·     In Britain the first census of the population was taken in 1801. It ended a controversy about the size of the population that began when Bayes’s friend Price argued that the population had been falling in the C18. Numerous writers, including Eden, came up with their own estimates.

·    Around this time William Playfair was finding new ways of representing data graphically but nobody was paying attention. Techniques slowly accumulated over the next 150 years without the idea of graphical statistics as a study in its own right gaining ground. That idea is quite recent and mainly associated with Tukey. See Milestones.

·    The age of the academies was over and from now on the main advances took place in universities. The French education system was transformed in the course of the Revolution and the C19 saw the rise of the German university.


See Stigler (1986): Part I, The Development of Mathematical Statistics in Astronomy and Geodesy before 1827 and Hald (1998): Part III The Normal Distribution, the Method of Least Squares and the Central Limit Theorem. See Life & Work. See also L. Daston (1988) Classical Probability in the Enlightenment.





Carl Friedrich Gauss (1777-1855) Mathematician, physicist and geodesist. MacTutor References SC, LP. Gauss is generally regarded as one of the greatest mathematicians of all time and his contributions to the theory of errors were only a small part of his total output. Gauss spent most of his working life at the University of Göttingen, which became the main centre for mathematics in Germany. Initially Gauss was interested in treating astronomical observations but later he became involved in geodesy. Gauss used the method of least squares for which he gave two rationalisations. The first in The Theory of the Motion of Heavenly Bodies moving around the Sun in Conic Sections (1809) assumed normal errors and used a Bayesian argument with a uniform prior on the coefficients; the normal or Gaussian curve was derived from the principle of the arithmetic mean. Gauss departed from this Bayesian position in 1816 when he investigated the ‘efficiency’ of different estimators of precision. In the Theory of the combination of observations least subject to error (1821/3) he presented the Gauss-Markov theorem. Gauss’s way of writing the Gaussian distribution is described on Symbols associated with normal distribution; the associated terminology is described in mean error and modulus. Gauss’s influence in on the combination of observations in astronomy and geodesy was very strong. One of his followers was the astronomer Bessel (see probable error). In the early C20 Cambridge astronomers taught Gauss Mark I to Fisher and Jeffreys amongst others.  See Sheynin ch. 9  Life & Work See Stigler (1986): chapter 4, The Gauss-Laplace Synthesis and Hald (1998): Chapter 21, Gauss’s Theory of Linear Unbiased Minimum Variance Estimation, 1823-1828.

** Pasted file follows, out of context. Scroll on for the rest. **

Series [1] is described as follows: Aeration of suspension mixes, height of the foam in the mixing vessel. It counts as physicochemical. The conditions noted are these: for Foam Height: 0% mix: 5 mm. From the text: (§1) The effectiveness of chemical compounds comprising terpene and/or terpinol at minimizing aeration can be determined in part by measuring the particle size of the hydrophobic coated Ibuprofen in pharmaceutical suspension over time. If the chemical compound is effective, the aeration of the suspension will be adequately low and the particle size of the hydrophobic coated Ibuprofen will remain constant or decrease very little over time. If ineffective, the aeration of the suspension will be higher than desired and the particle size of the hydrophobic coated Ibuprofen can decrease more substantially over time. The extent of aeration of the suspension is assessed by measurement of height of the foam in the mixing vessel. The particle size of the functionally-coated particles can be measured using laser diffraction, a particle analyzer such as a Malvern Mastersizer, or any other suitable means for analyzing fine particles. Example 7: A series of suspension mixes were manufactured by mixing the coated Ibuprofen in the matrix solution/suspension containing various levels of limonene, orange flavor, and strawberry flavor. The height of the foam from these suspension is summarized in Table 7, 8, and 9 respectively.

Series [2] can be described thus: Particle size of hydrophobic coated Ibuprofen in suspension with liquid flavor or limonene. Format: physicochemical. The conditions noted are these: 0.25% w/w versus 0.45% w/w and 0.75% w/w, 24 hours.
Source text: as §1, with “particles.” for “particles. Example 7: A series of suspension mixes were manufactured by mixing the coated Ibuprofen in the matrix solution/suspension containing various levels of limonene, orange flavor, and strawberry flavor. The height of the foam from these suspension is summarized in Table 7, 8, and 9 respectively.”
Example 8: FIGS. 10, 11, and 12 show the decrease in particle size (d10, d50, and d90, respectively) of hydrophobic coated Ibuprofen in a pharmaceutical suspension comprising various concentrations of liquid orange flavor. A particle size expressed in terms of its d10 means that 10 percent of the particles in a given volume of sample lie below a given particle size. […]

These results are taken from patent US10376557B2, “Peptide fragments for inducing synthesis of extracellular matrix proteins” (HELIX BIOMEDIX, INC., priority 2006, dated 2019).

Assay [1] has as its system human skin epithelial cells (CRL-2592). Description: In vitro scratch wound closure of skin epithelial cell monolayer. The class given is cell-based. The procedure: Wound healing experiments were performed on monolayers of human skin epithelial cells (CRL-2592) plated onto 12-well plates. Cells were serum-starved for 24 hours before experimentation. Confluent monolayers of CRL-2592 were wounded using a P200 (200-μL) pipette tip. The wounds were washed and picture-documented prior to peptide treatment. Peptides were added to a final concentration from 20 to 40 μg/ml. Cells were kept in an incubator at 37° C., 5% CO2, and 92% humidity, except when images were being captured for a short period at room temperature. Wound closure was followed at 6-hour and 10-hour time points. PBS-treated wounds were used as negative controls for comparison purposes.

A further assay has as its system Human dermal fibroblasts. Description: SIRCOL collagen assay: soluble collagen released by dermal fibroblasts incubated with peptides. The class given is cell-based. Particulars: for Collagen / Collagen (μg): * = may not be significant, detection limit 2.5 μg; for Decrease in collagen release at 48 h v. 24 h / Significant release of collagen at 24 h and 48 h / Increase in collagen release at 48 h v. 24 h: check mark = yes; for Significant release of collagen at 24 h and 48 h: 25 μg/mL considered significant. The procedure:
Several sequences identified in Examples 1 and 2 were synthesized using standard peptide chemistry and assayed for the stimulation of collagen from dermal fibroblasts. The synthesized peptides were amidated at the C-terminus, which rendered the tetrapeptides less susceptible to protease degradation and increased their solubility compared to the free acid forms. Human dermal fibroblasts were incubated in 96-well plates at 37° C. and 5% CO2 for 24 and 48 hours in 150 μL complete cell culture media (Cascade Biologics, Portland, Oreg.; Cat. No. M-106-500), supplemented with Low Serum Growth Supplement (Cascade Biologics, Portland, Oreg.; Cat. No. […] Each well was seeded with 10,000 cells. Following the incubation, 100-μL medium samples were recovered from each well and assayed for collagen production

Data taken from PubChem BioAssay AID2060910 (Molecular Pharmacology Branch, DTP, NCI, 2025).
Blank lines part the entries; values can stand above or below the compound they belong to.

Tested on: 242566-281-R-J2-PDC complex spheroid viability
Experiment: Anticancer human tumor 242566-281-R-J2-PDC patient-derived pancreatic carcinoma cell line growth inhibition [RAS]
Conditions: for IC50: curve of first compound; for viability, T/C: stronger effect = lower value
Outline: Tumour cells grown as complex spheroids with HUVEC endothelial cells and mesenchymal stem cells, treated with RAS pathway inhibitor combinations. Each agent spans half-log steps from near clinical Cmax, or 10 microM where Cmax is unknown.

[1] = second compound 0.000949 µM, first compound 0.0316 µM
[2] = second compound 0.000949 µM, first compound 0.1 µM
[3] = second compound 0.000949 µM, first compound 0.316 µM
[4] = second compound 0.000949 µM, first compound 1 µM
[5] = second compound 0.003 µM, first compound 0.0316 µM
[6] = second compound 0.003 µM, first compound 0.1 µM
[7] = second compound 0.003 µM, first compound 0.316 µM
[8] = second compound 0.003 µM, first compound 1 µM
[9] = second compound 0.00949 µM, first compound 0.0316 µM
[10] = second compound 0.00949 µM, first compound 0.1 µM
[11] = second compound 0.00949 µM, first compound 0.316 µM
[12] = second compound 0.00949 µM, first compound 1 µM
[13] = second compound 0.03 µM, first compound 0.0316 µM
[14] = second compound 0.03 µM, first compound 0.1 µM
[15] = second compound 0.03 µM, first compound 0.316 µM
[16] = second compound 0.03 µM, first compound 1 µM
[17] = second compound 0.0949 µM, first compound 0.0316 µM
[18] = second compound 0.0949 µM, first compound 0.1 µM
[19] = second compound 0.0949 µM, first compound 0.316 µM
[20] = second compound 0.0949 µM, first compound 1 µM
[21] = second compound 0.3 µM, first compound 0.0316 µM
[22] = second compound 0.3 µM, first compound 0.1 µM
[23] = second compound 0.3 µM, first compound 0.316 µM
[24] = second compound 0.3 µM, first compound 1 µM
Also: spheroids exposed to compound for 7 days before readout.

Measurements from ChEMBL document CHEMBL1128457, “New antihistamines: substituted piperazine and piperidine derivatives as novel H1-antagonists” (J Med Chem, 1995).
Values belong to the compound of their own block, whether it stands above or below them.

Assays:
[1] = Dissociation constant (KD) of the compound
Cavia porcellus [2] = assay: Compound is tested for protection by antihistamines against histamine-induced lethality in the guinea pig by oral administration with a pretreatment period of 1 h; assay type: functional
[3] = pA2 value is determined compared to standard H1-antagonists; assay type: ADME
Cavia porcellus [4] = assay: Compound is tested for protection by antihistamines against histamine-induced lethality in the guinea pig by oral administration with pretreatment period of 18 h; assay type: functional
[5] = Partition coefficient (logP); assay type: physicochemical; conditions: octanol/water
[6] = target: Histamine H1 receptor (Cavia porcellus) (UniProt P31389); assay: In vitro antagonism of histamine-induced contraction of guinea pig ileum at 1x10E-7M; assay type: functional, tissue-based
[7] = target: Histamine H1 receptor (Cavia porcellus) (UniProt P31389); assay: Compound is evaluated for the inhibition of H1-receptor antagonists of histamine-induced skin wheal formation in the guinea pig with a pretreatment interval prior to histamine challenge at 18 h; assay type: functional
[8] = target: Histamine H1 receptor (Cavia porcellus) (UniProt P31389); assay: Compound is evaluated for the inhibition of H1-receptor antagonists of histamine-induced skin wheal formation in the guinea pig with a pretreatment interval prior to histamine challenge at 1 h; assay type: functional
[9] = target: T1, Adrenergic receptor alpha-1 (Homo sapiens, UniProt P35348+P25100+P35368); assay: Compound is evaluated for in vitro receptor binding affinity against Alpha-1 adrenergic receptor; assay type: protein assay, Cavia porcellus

1830-1860  This period saw the emergence of the statistical society, which has been on the stage ever since, although the meaning of “statistics” has changed and the beginning of a philosophical literature on probability. It saw also the beginning of the most glamorous branch of empirical time series analysis, the sunspot cycle.